Travelers can opt to pick who they sit next to based on details from their Facebook, LinkedIn or Google+ profiles after they purchase a ticket. You might choose a seat mate simply because of a shared interest, but a similar job title could put you near a potential business contact. If you get cold feed (or just want to snag that row of empty seats) you can change your mind up to an hour before your flight.
“Meet & Seat has been welcomed as a fantastic, innovative new service,” Martijn van der Zee, Air France-KLM’s senior vice president of e-commerce, told Mashable. “People respond with curiosity and enthusiasm and are positive across the board.”
More than 50,000 people have chosen to use Meet & Seat since the service was introduced, according to a KLM spokesperson. This isn’t too large a number in the scheme of things, however, since more than 52 million passengers flew with the airline in the past two years, according to KLM’s 2013 annual report. Meet & Seat is most popular on routes to and from Brazil, perhaps attributed to the fact that of KLM’s approximately 5 million Facebook users, about 1 million of them are from Brazil and 62% of the service’s users connect with Facebook, according to the spokesperson.
When the service first launched in February 2012 it was only available on flights out of Amsterdam going to San Francisco, New York and São Paulo, according to a press release. A month later it was offered to passengers going to 10 more destinations, based on the fact that a majority were using it to network, KLM said in a second release. It has since been rolled out on all of the airline’s flights going to and coming from Amsterdam Airport Schiphol.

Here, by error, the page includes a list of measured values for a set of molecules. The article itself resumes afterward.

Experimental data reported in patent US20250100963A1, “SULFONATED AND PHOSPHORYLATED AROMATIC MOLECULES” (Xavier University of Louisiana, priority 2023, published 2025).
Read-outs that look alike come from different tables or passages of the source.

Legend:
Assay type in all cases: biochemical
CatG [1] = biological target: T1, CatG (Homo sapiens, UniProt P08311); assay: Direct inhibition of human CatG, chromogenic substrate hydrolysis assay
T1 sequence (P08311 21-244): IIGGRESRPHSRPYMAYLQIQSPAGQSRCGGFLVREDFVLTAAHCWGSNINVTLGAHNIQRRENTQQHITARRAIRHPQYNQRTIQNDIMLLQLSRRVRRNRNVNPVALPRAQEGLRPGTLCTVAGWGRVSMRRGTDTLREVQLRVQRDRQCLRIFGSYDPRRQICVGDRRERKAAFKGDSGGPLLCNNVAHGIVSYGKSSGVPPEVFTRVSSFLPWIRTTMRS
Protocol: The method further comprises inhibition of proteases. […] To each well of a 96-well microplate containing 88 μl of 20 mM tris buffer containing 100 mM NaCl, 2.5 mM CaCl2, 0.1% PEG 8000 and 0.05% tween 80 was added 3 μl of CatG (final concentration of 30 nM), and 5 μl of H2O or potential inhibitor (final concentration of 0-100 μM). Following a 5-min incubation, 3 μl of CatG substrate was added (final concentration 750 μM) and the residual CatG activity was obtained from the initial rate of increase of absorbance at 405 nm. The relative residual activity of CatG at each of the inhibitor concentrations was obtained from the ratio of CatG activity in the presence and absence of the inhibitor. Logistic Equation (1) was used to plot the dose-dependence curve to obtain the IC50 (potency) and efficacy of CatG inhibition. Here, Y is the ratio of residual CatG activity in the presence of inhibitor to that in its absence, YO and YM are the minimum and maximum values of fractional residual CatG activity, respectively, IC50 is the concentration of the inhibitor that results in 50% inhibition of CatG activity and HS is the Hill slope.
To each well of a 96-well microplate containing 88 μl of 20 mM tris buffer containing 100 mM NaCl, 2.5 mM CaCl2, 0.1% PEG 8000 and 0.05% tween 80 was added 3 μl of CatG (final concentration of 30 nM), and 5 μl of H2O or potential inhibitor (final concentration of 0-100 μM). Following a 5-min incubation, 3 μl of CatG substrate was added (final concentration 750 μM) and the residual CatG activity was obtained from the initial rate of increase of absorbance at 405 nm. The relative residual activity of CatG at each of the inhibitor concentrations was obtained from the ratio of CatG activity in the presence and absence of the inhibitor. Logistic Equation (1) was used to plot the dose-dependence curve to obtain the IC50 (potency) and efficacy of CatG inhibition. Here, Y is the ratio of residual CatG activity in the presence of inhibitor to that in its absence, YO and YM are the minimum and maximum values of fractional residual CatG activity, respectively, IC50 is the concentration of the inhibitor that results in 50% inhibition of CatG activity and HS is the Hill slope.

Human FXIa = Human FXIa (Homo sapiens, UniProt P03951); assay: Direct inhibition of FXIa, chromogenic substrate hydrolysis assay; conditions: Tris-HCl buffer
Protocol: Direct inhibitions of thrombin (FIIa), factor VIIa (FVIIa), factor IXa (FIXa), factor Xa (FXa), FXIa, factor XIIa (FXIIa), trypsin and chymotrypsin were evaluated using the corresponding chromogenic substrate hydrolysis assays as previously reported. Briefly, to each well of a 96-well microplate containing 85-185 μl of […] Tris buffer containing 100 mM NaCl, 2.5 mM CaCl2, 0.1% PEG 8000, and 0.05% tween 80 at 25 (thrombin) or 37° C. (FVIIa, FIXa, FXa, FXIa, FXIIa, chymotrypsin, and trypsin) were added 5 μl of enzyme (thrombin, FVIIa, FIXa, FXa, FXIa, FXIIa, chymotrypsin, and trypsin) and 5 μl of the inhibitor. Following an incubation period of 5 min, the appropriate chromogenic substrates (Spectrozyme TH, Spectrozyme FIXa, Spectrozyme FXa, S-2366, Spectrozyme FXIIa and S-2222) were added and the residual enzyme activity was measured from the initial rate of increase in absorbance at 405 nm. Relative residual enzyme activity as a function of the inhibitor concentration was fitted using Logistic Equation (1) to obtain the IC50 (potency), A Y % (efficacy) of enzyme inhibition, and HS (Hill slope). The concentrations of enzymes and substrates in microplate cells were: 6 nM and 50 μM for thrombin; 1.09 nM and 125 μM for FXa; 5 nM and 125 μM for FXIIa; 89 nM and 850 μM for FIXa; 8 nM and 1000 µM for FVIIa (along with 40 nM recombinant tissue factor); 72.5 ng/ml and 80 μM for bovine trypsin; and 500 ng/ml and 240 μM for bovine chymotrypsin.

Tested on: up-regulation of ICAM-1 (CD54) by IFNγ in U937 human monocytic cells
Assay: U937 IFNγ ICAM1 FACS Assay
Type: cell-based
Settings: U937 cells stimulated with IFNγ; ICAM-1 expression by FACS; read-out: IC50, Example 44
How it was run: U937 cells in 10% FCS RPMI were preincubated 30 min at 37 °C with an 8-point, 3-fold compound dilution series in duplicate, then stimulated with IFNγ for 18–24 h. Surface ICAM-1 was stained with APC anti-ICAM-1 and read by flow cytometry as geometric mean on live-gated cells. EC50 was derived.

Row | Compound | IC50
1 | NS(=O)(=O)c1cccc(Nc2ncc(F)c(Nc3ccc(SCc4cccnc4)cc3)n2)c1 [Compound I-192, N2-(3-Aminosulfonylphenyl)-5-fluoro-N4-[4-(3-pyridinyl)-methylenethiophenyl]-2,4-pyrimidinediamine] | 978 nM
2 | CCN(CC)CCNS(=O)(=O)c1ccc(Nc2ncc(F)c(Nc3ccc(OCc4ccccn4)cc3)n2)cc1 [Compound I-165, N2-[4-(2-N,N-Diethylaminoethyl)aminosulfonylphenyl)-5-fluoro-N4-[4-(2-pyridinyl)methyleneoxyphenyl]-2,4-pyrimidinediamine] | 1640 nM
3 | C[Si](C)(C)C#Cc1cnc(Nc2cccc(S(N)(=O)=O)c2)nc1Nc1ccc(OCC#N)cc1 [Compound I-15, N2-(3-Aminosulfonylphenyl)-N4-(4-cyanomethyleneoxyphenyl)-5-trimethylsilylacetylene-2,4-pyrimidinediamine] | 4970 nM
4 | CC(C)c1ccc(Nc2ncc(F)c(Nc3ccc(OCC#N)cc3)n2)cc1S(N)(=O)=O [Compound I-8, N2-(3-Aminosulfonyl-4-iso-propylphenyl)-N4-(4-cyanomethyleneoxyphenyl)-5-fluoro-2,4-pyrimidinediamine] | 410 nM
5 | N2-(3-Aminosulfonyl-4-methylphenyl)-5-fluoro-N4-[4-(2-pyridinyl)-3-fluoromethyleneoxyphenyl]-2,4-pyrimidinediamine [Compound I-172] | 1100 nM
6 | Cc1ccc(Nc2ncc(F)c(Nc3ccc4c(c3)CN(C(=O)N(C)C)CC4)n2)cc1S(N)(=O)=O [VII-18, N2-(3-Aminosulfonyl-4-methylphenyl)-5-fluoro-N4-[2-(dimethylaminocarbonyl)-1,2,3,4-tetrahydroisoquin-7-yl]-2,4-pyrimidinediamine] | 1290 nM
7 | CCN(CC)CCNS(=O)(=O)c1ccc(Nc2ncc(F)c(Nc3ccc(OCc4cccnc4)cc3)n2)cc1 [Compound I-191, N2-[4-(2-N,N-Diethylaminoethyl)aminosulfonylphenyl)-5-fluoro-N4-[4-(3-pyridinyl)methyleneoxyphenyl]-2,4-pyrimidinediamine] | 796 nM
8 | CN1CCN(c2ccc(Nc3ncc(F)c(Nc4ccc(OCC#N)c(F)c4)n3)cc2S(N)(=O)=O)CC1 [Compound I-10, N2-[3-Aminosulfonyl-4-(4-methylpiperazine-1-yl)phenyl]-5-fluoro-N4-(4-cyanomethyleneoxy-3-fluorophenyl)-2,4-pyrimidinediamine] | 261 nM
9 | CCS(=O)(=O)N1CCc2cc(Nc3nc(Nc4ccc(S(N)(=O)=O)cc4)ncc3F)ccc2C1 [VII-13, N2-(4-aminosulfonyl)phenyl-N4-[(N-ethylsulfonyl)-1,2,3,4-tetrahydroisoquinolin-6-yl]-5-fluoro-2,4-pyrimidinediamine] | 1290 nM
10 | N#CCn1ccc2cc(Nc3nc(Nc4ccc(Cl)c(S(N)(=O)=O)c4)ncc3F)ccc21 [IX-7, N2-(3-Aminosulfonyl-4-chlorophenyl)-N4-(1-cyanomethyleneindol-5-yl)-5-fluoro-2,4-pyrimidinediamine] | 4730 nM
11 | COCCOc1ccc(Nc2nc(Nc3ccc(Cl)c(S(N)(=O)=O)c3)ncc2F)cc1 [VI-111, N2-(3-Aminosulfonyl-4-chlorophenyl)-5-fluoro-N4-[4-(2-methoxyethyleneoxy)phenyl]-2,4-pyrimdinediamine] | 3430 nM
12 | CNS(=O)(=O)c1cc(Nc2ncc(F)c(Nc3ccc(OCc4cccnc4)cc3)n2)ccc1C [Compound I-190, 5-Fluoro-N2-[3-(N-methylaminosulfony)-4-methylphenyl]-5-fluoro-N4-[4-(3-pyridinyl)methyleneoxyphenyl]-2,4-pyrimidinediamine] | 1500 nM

Not everyone is embracing social seating. Ben Hammersley, a frequent traveler based in London who often flies KLM, believes the Meet & Seat service could be useful for bringing people with similar interests together — forming a knitting group, for example — but is turned off by the idea of doing business at 35,000 feet.
“You’d have to drown yourself in gin before the end of the flight,” he told Mashable. “In my job you just spend the entire time being pitched at or dealing with people who are constantly on. Planes are a refuge from that.”
Hammersley also expressed concern that the service could create an awkward social dynamic if someone rejects a potential seat mate or if it leads to an unwanted match.
Delta began a more specialized project called Innovation Class last month. Passengers can apply via LinkedIn to be seated next to industry leaders to connect with someone they most likely would not have access to otherwise. The inaugural flight on Mar. 14 paired Eric Migicovsky, creator of the Pebble Smartwatch, with James Patten, a designer and artist who runs an interactive design studio in Brooklyn, on the way to the 2014 TED Conference in Vancouver.
“It’s very rare to get a chance to sit down with someone in that sort of position and talk about whatever you want,” Patten said in a Delta video. “Had we met in another context we probably would have had at most a five-minute conversation.
SeatID uses a concept called “social proofing,” based on the idea that if people associate familiar faces with something they’re thinking about purchasing, they’ll be more likely to take the leap. The company partners with businesses, allowing organizations such as airlines, hotels and theaters to provide users with the ability to see if anyone in their social circle has, for example, taken the same flight they are thinking of booking. SeatID currently works with 150 companies, including three airlines.
Satisfly places airline passengers next to each other based on information gleaned from social media, and asking if they prefer a quiet or social flight. Malaysia airlines tried its own version of a social seating service called MHBuddy which launched in 2011. The Facebook app let passengers share upcoming trips with friends and choose seats next to them if they’re on the same flight.
“We’re adding another dimension to the decision making process and that is social,” SeatID co-founder Eran Savir told Mashable. “I think an airplane has a unique atmosphere around it. It’s a unique opportunity to network with someone.”